ANNAPOLIS, Md. - Maryland Attorney General Frosh joined groups of Attorneys Generals from across the nation filing lawsuits against both the U.S. Education Department and the EPA.
Frosh joined a coalition of 18 states in suing the U.S. Department of Education and Secretary Betsy DeVos for abandoning critical federal protections that were set to go into effect on July 1, 2017, and a coalition of six Attorneys General in taking legal action against the Trump administration over a toxic pesticide shown to harm children's neurological development.
The complaint against the Department of Education argues it violated federal law by abruptly rescinding its Borrower Defense Rule, which was designed to hold abusive higher education institutions accountable for cheating students and taxpayers out of billions of dollars in federal loans.
The rule was finalized by the Obama administration in November 2016 after nearly two years of negotiations, following the collapse of Corinthian Colleges.
“Maryland has thousands of students who have been victimized by Corinthian and other deceitful for-profit schools,” said Attorney General Frosh. “The law requires, and we demand, that the Department of Education implement the rules that protect our students from predatory practices.”
In May 2017, Secretary DeVos announced that the Department was re-evaluating the Borrower Defense Rule. On June 14, the Department announced its intent to delay large portions of the Borrower Defense Rule without soliciting, receiving, or responding to any comment from any stakeholder or member of the public, and without engaging in a public deliberative process. The Department simultaneously announced its intent to issue a new regulation to replace the Borrower Defense Rule.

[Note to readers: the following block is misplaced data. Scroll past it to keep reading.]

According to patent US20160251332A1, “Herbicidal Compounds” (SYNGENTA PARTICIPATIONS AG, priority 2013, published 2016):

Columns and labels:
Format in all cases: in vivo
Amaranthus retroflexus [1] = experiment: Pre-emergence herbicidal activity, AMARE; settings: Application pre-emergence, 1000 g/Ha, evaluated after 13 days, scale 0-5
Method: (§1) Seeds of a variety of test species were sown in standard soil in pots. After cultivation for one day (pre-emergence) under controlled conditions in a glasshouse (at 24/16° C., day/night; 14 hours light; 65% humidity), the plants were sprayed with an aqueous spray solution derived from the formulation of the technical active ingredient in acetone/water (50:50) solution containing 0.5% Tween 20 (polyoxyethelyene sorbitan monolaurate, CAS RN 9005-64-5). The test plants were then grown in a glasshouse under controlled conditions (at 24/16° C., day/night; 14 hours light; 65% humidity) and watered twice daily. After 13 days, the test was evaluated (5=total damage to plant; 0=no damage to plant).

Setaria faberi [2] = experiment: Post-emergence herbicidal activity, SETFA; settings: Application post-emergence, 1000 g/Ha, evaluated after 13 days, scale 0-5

Frosh argues without the protections of the current Borrower Defense Rule, many students harmed by the misconduct of for-profit schools are unable to seek a remedy in court. The Borrower Defense Rule limits the ability of schools to require students to sign mandatory arbitration agreements and class action waivers, commonly used by for-profit schools to avoid negative publicity and to thwart legal actions by students who have been harmed by schools’ abusive conduct.
In March 2017, EPA Administrator Scott Pruitt took action that allowed the continued use of chlorpyrifos on food crops even while the agency failed to identify a safe level for the pesticide. Chlorpyrifos is widely used on crops, including on fruits and vegetables, and is shown to negatively impact proper development and functioning of the central nervous system and brain.
The Attorneys General charge that the EPA failed to make a key safety finding needed to continue to allow levels of chlorpyrifos on fruits and vegetables consumed by the public.
On March 29, EPA Administrator Scott Pruitt issued an administrative order denying the 2007 petition by the non-governmental organizations, and blocked the proposed rule revoking chlorpyrifos tolerances.
According to Frosh's office, Administrator Pruitt's March 2017 order puts off until October 2022, any decision on whether to revoke or modify current residues or tolerances for the pesticide.
Chlorpyrifos has been subjected to regulatory review for nearly 20 years, and its toxic harms are well-documented. Most recently, EPA's own scientists twice were unable to identify a safe level for the pesticide on food.
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